6. #26
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    The bones here stay around (those that are not buried) until the lawn is mowed. The dogs are permanently contained by being in the house, the fenced off snake proofed back yard or the huge 90mtre circumference snake proofed dog yard (dirt). Currently we have a wheelbarrow load ready to be taken out but hubby forgot to take it out when he took the ride on out so all the netting etc is back in place. The wheelbarrow stays there till the next mow. I picked up bones yesterday as hubby was going to mow and looked out the window this morning to see that my dogs had taken their favourites from the wheelbarrow and re seeded the lawn with them, lol.

    My last blue heeler didn't need to be contained and he once dragged home a calf's head then sat by it howling till hubby buried it. lol.

    Oh, I should add that the wheelbarrow was loaded with previous bone cleanups so it wasn't a wheelbarrow load for this mow.
    Last edited by Di_dee1; 03-09-2012 at 02:34 PM.

    Any posts made under the name of Di_dee1 one can be used by anyone as I do not give a rats.

  7. #27
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    Quote Originally Posted by Di_dee1 View Post
    The bones here stay around (those that are not buried) until the lawn is mowed.
    Yes my bones do the same. I picked a load up once and got a phone call, when I came back out the dogs had got them back out of the container and spread em back round. I think my dogs have cast iron stomachs.

    When I am on walks, my dogs sometimes duck into my bushland and return with parts of dead roos and other unrecognisable bony structures.

  8. #28
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    Quote Originally Posted by Nattylou View Post
    Yep. Mine too get cattle leg bones sawn lengthwise. Bt they are big dogs. Maybe smaller dogs could more readily damage teeth on such dense bone?

    Sheep legs and feet are great too aren't they Kala? I also like the thought of using the throwaway bits of animals, so there is less waste. If you can get some heads, give them a try, the dogs will have a ball!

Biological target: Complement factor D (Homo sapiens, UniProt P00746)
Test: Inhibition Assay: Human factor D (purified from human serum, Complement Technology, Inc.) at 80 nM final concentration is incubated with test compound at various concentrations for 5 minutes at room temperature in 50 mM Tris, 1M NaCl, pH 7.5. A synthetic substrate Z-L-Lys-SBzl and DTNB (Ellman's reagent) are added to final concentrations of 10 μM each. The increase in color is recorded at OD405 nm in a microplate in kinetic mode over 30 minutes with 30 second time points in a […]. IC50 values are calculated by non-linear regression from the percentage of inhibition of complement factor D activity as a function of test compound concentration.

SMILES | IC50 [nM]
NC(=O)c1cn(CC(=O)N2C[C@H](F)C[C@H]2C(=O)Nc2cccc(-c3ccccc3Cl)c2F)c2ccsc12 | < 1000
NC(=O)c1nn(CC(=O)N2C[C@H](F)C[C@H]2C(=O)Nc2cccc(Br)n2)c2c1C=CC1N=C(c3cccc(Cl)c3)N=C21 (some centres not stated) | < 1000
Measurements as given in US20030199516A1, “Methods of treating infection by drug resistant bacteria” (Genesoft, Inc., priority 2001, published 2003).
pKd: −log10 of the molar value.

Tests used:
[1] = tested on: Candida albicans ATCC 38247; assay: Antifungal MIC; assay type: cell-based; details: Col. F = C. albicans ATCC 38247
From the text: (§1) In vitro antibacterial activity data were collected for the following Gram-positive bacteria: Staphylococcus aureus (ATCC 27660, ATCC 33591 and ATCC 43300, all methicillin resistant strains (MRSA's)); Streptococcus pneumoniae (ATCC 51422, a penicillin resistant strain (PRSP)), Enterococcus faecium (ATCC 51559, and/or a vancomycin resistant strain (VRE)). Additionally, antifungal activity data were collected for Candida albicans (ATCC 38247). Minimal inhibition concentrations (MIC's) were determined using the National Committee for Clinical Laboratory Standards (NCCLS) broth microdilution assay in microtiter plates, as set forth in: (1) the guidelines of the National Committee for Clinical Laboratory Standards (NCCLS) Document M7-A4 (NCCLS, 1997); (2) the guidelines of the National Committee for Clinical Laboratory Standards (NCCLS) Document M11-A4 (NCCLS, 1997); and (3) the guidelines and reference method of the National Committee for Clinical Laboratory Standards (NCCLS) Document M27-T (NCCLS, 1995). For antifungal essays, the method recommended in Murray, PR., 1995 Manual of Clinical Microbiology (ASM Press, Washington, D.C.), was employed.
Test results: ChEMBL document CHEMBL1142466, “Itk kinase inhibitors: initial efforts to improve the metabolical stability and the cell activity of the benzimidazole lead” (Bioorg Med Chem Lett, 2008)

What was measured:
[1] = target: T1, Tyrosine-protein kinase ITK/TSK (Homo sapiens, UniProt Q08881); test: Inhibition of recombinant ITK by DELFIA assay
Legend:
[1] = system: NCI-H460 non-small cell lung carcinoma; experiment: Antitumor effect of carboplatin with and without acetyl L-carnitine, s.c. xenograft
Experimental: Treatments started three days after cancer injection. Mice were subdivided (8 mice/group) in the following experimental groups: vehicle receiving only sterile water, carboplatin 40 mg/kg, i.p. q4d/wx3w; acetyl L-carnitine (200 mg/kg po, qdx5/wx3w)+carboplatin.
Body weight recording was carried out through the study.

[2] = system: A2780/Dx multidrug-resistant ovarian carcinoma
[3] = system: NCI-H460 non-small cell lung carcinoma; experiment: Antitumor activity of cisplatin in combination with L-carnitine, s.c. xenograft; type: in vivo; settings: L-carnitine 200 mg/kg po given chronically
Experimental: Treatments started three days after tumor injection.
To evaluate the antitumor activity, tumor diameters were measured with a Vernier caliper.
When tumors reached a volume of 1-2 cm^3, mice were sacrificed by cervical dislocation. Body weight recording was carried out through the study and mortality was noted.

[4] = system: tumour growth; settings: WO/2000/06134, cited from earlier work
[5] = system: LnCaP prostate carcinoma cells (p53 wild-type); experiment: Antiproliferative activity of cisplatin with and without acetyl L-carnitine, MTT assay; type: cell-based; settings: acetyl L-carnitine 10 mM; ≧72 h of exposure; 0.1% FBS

Yes they are, I will try the sheep heads I can just imagine my dogs will love it. I try and use all parts of the sheep.

    My mums smaller poodle mix is not good with the large bones, she has a bit of a nibble on the ends but otherwise doesnt attempt to do much with them. With my working dogs you can hear them gnawing, they really get stuck in, especially the cattle dogs and also surprisingly my smaller kelpie is a real goer on large bones, she has beautiful white teeth.

  9. #29
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    Quote Originally Posted by Kalacreek View Post
    Yes my bones do the same. I picked a load up once and got a phone call, when I came back out the dogs had got them back out of the container and spread em back round. I think my dogs have cast iron stomachs.

    When I am on walks, my dogs sometimes duck into my bushland and return with parts of dead roos and other unrecognisable bony structures.
    Yeah, same here. The process of clearing the lawn of bones before mowing can be quite comical. I pick them up and throw them onto the concrete and my dog will just drag them straight back onto the lawn. Mind you, a great number are buried. Some will get dug up - the dog doesn't seem to mind them being covered in sand when she chews on them - some are never seen again.

    I just buy whatever bones I can get. Sometimes they're what our IGA calls off-cuts which usually include some ribs and some small brisket bones with meat on. Sometimes I buy marrow bones from the butcher.

  10. #30
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    Touchwood Mojo's not a digger at all .....my last dog Scooby buried all his bones almost as soon as he was given them.

    When both my big pet Barramundi died i buried them in the garden. 2 weeks later Scoob's standing at the door with 2 rotted fish carcases .....proud as punch. I nearly spewed from the smell.
    I forgot to mention that Mojo also chews a cow hoove.....he loves it and its hardly worn at all. Best $2 i've spent in a while.